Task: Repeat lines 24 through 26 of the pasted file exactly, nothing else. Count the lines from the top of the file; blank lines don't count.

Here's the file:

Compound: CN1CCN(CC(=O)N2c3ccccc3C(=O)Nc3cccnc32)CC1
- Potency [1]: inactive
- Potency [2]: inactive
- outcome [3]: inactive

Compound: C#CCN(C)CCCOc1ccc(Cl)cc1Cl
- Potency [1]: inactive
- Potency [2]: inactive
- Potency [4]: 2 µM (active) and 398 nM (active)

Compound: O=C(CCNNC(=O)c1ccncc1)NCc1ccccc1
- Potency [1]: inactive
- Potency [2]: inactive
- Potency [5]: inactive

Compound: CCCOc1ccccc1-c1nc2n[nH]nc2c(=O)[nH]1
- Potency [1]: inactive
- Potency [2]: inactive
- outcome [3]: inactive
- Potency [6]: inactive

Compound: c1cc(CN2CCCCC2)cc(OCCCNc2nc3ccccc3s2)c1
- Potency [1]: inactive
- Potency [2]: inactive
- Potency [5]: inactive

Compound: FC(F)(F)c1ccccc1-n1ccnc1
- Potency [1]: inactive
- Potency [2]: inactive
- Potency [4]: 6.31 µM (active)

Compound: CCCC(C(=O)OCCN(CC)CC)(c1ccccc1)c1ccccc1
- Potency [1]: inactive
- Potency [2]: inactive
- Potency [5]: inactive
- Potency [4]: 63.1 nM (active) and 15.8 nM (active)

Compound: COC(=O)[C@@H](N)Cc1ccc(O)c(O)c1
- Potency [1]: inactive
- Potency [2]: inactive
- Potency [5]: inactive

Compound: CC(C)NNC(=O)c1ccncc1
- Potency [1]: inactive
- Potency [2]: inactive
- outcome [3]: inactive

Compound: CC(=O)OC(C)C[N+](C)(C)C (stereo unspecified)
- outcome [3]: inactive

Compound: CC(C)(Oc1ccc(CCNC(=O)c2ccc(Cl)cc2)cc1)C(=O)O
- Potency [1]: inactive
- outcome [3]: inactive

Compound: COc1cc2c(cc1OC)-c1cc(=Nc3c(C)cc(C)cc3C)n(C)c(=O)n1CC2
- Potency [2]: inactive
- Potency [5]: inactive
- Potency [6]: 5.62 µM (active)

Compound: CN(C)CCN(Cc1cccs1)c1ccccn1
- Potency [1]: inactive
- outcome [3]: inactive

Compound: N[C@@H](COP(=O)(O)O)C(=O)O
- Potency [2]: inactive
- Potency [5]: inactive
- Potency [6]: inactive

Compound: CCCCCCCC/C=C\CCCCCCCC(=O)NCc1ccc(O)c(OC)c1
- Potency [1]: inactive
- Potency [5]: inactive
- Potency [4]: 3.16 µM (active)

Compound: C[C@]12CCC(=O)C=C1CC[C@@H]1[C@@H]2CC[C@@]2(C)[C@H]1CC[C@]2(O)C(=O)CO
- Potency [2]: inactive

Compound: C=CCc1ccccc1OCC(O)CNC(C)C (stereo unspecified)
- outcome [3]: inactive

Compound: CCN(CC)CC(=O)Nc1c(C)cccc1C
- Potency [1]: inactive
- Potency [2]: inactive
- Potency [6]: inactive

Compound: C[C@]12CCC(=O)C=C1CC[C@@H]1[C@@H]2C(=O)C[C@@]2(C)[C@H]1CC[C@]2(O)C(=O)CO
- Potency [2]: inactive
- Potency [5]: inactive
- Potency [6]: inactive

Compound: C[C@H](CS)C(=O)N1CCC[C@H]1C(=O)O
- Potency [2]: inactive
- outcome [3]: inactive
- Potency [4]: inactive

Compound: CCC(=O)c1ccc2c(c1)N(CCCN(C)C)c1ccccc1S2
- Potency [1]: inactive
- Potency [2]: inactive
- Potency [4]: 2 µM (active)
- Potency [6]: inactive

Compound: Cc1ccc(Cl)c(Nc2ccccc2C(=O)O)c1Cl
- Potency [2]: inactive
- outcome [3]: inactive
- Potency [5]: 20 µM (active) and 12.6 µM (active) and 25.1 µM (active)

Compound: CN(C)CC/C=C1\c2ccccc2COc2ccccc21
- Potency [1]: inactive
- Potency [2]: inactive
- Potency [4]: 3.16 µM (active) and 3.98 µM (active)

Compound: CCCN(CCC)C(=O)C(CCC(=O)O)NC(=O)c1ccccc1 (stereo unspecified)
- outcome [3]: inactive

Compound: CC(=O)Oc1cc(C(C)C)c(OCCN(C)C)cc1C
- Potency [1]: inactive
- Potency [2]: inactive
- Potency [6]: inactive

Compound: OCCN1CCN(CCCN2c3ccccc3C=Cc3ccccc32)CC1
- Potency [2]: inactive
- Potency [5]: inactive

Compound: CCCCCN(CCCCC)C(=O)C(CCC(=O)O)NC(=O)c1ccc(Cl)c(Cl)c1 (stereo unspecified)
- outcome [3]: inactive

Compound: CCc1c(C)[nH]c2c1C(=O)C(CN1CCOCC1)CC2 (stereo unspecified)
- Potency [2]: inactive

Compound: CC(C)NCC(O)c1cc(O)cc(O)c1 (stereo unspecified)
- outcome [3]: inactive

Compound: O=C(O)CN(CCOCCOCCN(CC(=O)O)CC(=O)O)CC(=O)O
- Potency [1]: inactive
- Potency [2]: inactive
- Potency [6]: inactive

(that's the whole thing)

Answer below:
- Potency [2]: inactive
- Potency [4]: 6.31 µM (active)

Compound: CCCC(C(=O)OCCN(CC)CC)(c1ccccc1)c1ccccc1